What did you accomplish today?

A forum for all topics related to constructed languages
User avatar
gestaltist
mayan
mayan
Posts: 1797
Joined: 11 Feb 2015 11:23

Re: What did you accomplish today?

Post by gestaltist » 22 Mar 2017 09:04

qwed117 wrote:Just discovered the equation governing atmospheric/oceanic circulation. Apparently it's based off of Navier-Stokes equations.
d=v0/(2ΩsinΘ)

Don't know what any of the symbols mean. I do think that the equation should be reconstructible to some degree with basic vector transformations; so I guess I'll be using those to figure out how this works. It would be helpful if someone with a greater understanding of physics was able to guide me through the equation. I don't understand how our oceans have basically only 1 Hadley cell if water is significantly slower than air. Shouldn't there be more water cells than air cells?
I don't know about this specific equation. What are you looking for, exactly? When I was working on Scosya, I found two very useful things that helped me figure out the circulation patterns. This article on Hadley cell dynamics, and for oceanic circulation - Ekman transport (look it up on Wikipedia.)

User avatar
LinguoFranco
greek
greek
Posts: 466
Joined: 20 Jul 2016 17:49
Location: U.S.

Re: What did you accomplish today?

Post by LinguoFranco » 22 Mar 2017 14:24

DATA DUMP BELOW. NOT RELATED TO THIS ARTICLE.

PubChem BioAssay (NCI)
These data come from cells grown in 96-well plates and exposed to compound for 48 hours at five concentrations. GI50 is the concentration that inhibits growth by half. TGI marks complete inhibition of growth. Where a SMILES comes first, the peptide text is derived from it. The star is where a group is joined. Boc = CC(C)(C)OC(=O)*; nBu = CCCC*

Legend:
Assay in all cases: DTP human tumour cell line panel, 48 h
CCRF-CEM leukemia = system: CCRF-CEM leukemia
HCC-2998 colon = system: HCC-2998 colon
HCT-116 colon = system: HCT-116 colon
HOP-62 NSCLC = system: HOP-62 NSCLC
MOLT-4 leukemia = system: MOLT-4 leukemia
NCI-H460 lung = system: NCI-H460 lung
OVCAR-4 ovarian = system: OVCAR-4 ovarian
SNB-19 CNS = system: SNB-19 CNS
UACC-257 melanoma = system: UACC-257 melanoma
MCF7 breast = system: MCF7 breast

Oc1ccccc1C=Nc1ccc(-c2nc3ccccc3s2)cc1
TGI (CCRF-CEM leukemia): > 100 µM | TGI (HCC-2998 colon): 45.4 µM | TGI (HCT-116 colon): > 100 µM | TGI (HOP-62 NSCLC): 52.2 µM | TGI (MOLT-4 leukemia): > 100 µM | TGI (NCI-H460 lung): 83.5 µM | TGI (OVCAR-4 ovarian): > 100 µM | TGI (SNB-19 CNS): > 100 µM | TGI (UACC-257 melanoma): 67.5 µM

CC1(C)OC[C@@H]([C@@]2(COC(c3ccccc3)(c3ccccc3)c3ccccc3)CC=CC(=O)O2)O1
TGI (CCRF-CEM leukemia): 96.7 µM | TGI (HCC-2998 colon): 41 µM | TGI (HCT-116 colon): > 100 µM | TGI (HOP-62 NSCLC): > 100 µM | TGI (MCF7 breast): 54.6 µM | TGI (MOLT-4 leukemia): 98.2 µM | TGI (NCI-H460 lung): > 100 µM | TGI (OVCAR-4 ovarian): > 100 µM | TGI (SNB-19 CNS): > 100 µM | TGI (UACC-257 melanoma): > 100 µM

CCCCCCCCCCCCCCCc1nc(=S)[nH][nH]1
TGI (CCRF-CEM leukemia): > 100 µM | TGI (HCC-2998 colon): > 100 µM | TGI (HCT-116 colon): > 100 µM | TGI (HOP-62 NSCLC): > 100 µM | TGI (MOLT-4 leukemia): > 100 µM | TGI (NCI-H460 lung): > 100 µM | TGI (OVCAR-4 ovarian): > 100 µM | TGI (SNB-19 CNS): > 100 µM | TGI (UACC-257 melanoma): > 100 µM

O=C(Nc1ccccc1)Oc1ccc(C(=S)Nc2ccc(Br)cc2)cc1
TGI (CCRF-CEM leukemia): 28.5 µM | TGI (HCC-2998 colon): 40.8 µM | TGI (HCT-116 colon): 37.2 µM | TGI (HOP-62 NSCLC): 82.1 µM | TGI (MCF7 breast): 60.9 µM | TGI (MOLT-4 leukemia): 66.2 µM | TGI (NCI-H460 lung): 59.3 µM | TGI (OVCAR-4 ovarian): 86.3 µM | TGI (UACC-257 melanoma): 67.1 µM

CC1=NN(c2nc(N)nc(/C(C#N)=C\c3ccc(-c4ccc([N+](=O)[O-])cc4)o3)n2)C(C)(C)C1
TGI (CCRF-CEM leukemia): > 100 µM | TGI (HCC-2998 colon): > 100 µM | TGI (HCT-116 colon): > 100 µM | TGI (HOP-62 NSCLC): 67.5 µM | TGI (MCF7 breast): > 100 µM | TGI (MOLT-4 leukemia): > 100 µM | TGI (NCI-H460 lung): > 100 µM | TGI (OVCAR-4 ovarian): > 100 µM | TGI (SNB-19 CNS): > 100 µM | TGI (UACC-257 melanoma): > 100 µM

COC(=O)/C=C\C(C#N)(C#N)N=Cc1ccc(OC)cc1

Didn't accomplish much. I revamped my phonology (there are a lot of phonemes I'm torn over, such as /v/ vs /w/ and /h/ vs /x/. I'm also debating whether or not to include voiced plosives.)

I also decided to make my language have a topic comment structure, so it'll probably be SVO or SOV, even though the language still follows the VSO habit of placing the noun before the adjective.)

User avatar
Frislander
runic
runic
Posts: 3496
Joined: 14 May 2016 18:47
Location: The North

Re: What did you accomplish today?

Post by Frislander » 22 Mar 2017 18:06

Started a language with this phonology:

/p t t͡ʃ~ʃ k kʷ/ <p t c k kw>
/θ s x xʷ/ <θ s h hw>
/ɾ w/ <r w>

/i a ɯ ɔ iː aː ɯː ɔː/ <i a u o ii aa uu oo>
/ɪ̯a ɪ̯ɔ ɪ̯ɯ aɪ̯ ɔɪ̯ ɯɪ̯ ɯ̯a/ <ia io iu ai oi ui ua>

Syllable structure is (C)V(V)(C), where all consonants bar <kw hw> may appear in the coda and vowel sequences are limited to those given in the list of diphthongs shown above: all other vowel combinations syncopate in some way.

There's also a pitch accent (indicated by an acute) which is fairly simple in its realisation, but is also subject to some interesting morphopho, and on verbs is one of the indicaters of perfective vs. imperfective aspect.

I'm thinking with this one I'll go in for concrete verbal prefixes which look like incorporated nouns but aren't, with the language otherwise lacking noun-incorporation but still being at least near-polysynthetic. There are also three person-marking prefix series, à la Choctaw, and quite a bit of freedom to switch between nominal and verbal classes.

Examples.

saísok
sa-is-ok
1A-walk-IMPF
I'm walking

saisí
sa-is-i
1A-walk-PRF
I walked

wuúθwa
wa-úθw-a
1B-dog-STAT
I am a dog

wokúθwa
wok-úθw-a
1C-dog-STAT
I have a dog

wokkacipθírai
wok-ka-cipθ-i-rai
1C-2B-see-PRF-NEG
I didn't see you

User avatar
gach
MVP
MVP
Posts: 709
Joined: 07 Aug 2013 01:26
Location: displaced from Helsinki

Re: What did you accomplish today?

Post by gach » 22 Mar 2017 18:28

qwed117 wrote:Just discovered the equation governing atmospheric/oceanic circulation. Apparently it's based off of Navier-Stokes equations.
d=v0/(2ΩsinΘ)
That looks not too different from a definition of the Rossby number

Ro = v/(d⋅2ΩsinΘ)